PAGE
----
Facebook 'helps find kidney donors'
Facebook and other social media sites are quickly becoming a go-to place to find a generous person with a kidney to spare, according to people asking for help and some national organisations in the US which facilitate matches.
Between the children's photographs and reminiscences about school days, more and more pleas for help from people with failing kidneys are popping up.
Damon Brown found a kidney on Facebook after telling his story on a special page the Seattle father created under the name 'Damon Kidney'.
His friends and family forwarded the link to everyone they knew and on January 3 a woman his wife has known for years, but not someone they consider a close family friend, will be giving him a kidney. "She said it wasn't really for me. It was for my kids, because they deserve to have a dad around," said Mr Brown, 38.
Mr Brown's story is not unique, said April Paschke, a spokeswoman for the United Network for Organ Sharing, a private non-profit organisation that manages the US's organ transplant system for the federal government.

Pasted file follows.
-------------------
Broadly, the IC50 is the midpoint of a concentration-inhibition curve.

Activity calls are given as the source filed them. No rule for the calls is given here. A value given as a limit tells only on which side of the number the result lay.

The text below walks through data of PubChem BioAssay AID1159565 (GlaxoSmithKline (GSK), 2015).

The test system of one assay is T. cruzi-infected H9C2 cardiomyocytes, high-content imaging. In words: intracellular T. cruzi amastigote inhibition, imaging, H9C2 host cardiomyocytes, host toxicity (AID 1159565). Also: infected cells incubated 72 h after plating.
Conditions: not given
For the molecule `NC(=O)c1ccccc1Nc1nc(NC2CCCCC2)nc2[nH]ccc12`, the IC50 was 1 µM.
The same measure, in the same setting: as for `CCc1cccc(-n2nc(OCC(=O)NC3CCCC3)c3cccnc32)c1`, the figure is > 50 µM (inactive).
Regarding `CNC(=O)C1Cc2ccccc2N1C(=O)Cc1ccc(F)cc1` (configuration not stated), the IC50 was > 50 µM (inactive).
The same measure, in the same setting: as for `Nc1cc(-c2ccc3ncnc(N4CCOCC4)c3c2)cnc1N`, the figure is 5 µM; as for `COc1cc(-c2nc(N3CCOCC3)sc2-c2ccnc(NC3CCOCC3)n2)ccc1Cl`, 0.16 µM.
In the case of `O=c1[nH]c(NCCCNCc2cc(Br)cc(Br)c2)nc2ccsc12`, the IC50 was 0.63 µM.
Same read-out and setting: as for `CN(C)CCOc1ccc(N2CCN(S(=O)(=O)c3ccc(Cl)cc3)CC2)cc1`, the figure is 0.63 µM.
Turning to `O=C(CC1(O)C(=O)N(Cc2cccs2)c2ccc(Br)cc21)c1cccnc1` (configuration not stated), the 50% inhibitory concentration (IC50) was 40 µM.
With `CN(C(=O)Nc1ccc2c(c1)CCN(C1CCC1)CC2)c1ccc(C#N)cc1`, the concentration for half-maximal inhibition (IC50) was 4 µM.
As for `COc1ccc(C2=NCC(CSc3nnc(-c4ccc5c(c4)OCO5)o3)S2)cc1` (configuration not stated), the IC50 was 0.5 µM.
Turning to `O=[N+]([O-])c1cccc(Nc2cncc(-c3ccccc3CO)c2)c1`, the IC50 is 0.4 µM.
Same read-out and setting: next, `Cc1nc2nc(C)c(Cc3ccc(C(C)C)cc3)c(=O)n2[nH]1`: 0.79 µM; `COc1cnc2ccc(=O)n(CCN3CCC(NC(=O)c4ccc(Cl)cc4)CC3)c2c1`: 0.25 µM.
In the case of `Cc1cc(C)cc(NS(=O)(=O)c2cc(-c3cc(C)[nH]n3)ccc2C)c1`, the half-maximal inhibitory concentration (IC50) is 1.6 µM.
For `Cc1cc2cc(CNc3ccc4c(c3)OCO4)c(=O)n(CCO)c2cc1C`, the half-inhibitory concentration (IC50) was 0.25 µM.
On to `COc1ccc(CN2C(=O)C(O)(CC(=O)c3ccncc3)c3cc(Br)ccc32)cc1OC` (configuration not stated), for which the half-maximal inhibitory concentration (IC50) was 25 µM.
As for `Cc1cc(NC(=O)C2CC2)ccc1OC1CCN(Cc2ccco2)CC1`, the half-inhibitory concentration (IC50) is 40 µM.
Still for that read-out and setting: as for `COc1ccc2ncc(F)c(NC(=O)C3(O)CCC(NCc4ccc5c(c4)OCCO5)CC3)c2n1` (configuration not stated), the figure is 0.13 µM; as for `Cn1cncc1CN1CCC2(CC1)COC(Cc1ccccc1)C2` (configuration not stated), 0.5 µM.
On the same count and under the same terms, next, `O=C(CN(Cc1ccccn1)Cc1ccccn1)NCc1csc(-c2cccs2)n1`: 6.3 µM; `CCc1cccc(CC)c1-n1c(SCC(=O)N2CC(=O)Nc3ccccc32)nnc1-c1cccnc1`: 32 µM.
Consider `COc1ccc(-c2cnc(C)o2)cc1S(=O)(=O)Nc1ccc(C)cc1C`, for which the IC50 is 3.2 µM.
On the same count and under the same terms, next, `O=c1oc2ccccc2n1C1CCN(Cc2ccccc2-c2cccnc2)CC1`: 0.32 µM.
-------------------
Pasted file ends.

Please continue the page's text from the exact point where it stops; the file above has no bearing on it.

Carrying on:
"We see more and more people matched up by social media," she said. "It's an extension of the way we communicate. Before we found the internet, people found other ways: through a church bulletin, word of mouth or an advertisement even."
Last year, a man in Michigan also found a kidney donor through Facebook, and a Florida woman found one through Craigslist.
Mr Brown admits he was a little embarrassed to ask for help so publicly. He was on the official transplant list and had started mobile dialysis through Northwest Kidney Centres but Mr Brown was seeing his health deteriorate - he was constantly tired and achy. He could not sit on the bed to tell bedtime stories to five-year-old Julian and three-year-old Theo because he had to stay close to his dialysis machine.
"I'm a strong guy but I would have to say it's been rough this year," he said. Mr Brown had put himself on the long waiting list for a kidney from a deceased donor, knowing he would have to wait at least three years before he was called.
After one particularly difficult visit with his doctor, Mr Brown and his wife, Bethany, decided to create the Facebook page, which has attracted more than 1,400 friends. A few weeks ago, after the transplant was approved and scheduled, Mr Brown posted the good news to his Facebook friends, and more than 300 people responded with messages of congratulations.